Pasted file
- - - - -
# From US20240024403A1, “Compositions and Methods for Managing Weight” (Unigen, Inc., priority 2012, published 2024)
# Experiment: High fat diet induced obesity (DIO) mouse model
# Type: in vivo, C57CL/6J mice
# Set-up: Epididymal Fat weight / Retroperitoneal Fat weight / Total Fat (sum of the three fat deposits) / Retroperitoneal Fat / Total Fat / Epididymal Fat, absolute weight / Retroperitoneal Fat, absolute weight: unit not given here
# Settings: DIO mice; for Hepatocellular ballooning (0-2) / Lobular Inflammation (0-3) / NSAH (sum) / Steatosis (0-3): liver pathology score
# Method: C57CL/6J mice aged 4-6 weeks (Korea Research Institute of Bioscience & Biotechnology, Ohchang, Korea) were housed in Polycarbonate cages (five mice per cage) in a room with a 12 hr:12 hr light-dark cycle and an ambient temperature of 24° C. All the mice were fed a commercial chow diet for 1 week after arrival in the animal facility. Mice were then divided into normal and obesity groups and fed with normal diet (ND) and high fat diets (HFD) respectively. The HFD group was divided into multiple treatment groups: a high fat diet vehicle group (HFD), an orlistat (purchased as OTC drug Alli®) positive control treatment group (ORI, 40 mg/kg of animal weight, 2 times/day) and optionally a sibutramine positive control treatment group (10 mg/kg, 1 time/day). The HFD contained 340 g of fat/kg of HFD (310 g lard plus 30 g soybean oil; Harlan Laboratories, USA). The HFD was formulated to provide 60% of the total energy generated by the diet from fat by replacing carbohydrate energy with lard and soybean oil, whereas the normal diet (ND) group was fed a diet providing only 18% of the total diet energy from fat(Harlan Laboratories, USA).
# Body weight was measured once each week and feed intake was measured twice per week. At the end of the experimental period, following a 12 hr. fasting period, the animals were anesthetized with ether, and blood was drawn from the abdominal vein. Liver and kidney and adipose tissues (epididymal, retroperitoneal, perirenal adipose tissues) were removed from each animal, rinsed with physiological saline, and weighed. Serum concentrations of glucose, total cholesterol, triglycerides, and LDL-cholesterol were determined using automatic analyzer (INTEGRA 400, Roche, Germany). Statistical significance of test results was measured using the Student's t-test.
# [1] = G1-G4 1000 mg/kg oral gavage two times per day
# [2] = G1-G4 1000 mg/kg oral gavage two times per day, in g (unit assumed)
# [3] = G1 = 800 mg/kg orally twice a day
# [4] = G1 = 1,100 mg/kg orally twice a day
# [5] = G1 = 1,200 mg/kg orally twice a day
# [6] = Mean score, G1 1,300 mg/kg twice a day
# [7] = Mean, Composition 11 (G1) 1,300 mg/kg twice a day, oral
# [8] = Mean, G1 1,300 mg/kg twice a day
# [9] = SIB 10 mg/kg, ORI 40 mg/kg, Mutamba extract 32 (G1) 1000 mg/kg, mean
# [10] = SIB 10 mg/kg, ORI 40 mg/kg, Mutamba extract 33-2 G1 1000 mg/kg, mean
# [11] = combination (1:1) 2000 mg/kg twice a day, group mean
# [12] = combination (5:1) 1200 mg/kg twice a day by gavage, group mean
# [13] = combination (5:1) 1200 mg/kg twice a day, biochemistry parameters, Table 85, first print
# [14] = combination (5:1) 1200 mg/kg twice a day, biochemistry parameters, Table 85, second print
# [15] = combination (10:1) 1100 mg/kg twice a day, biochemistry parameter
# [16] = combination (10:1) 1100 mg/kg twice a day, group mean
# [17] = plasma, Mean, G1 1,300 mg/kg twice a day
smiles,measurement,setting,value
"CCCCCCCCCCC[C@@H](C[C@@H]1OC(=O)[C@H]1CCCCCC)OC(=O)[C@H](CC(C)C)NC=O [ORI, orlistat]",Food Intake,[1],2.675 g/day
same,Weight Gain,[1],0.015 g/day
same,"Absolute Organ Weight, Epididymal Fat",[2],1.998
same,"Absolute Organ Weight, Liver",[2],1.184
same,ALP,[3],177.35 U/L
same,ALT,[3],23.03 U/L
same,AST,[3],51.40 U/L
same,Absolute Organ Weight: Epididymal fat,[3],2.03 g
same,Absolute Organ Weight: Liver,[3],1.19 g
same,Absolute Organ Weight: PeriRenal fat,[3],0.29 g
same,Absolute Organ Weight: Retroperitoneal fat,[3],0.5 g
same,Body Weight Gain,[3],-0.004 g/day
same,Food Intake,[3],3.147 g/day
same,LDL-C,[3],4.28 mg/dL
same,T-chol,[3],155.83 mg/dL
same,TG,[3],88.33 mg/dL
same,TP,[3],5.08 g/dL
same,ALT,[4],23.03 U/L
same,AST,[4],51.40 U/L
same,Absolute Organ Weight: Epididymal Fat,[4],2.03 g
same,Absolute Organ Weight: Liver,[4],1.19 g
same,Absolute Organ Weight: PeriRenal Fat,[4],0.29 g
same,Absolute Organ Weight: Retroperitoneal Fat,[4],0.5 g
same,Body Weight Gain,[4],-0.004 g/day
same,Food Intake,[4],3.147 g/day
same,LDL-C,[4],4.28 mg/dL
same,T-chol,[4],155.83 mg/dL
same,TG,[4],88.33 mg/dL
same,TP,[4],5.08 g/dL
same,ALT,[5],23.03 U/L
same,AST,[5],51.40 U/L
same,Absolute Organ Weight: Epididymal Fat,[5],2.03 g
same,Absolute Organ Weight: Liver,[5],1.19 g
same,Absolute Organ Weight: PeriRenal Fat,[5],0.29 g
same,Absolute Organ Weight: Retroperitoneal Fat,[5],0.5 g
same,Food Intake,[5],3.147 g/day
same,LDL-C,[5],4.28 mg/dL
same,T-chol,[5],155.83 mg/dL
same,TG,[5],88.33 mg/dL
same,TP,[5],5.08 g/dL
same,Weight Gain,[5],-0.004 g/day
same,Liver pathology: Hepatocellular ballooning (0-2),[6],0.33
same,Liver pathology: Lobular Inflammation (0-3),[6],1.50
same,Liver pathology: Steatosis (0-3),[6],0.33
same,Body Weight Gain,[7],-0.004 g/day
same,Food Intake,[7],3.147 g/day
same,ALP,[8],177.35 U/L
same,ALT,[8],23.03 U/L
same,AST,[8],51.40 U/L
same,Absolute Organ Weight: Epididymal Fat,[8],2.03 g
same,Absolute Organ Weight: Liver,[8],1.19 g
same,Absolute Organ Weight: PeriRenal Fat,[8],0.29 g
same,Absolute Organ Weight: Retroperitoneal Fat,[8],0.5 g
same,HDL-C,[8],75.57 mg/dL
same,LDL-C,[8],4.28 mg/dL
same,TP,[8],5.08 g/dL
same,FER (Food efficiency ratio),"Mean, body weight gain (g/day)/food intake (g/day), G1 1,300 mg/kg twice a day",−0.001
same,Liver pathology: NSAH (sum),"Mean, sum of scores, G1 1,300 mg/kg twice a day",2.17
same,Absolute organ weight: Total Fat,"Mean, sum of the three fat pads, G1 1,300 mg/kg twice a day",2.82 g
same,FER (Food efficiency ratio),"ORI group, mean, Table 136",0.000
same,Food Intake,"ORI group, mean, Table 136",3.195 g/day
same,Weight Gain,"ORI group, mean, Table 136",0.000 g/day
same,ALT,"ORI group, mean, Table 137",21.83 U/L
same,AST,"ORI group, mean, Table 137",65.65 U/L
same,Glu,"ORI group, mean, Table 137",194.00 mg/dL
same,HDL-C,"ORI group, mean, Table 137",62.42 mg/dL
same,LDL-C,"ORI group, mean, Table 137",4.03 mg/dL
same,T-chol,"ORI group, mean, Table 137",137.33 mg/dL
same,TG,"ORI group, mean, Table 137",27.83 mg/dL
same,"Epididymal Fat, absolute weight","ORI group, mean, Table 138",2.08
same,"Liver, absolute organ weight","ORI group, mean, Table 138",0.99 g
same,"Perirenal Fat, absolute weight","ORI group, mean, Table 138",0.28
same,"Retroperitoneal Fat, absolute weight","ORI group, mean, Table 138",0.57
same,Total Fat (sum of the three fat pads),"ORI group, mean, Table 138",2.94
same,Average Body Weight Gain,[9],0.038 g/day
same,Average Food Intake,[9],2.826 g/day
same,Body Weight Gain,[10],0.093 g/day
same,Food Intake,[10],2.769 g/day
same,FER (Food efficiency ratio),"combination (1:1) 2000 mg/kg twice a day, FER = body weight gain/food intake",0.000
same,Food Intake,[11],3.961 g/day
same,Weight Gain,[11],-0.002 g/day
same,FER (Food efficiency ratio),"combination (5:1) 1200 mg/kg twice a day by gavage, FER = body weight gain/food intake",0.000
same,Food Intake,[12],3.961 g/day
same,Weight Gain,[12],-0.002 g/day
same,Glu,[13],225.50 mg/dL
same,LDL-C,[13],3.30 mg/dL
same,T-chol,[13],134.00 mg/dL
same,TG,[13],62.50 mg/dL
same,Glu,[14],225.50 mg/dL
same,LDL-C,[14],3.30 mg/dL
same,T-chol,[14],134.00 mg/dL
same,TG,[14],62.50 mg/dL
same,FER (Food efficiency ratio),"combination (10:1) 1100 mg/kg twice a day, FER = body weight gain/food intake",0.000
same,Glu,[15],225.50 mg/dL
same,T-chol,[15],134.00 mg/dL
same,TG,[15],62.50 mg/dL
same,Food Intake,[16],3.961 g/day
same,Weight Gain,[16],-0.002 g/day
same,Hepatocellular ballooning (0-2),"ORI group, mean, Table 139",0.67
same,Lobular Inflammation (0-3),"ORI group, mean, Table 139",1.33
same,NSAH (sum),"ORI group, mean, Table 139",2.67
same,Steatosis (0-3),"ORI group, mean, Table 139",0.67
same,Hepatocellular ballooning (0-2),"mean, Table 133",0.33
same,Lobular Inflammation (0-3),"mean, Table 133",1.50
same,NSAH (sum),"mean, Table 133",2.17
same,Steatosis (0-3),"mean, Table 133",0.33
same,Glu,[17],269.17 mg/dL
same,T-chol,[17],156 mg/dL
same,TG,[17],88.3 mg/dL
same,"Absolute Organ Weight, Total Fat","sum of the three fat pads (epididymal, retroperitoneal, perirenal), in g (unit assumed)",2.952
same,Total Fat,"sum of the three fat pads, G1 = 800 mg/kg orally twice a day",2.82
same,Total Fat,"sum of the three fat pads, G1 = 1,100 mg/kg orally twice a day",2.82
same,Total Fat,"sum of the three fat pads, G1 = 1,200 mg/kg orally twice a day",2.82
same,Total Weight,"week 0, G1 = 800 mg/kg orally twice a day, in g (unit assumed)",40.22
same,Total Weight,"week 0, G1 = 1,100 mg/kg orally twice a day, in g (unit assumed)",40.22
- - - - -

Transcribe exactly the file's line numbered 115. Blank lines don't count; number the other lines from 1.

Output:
same,LDL-C,[14],3.30 mg/dL